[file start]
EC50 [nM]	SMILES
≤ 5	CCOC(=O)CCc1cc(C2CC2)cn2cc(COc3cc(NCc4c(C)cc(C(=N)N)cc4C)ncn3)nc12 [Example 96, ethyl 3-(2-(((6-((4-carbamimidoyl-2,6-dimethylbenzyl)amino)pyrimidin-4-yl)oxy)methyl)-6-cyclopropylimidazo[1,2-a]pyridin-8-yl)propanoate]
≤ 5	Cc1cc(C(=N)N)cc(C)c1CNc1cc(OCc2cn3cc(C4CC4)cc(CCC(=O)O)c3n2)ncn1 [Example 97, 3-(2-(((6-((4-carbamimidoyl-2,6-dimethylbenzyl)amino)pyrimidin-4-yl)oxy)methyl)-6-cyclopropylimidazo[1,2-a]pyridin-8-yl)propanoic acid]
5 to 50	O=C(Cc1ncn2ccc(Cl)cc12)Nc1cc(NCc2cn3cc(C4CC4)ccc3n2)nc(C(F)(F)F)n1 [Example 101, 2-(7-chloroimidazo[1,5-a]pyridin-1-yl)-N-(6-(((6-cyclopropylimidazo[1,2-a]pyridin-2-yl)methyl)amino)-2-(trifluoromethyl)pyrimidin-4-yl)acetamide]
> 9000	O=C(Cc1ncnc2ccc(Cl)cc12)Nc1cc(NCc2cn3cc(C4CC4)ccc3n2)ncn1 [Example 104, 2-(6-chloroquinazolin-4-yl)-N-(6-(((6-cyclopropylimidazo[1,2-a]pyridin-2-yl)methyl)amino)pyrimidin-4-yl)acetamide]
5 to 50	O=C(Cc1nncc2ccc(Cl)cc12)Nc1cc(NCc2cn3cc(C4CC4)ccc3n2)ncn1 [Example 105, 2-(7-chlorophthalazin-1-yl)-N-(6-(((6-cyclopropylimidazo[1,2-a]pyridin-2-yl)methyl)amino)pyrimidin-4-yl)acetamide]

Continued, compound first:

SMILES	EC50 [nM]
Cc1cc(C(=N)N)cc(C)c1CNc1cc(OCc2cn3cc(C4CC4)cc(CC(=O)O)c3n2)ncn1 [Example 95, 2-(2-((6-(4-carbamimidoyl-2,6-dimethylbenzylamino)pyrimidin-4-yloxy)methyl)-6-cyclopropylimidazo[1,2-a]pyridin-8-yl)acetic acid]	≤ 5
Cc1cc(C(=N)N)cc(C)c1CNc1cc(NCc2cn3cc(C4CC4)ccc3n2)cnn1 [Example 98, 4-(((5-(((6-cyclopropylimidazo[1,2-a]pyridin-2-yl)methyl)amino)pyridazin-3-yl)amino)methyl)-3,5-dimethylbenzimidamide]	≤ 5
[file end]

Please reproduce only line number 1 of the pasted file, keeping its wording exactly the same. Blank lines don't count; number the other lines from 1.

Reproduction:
EC50 [nM]	SMILES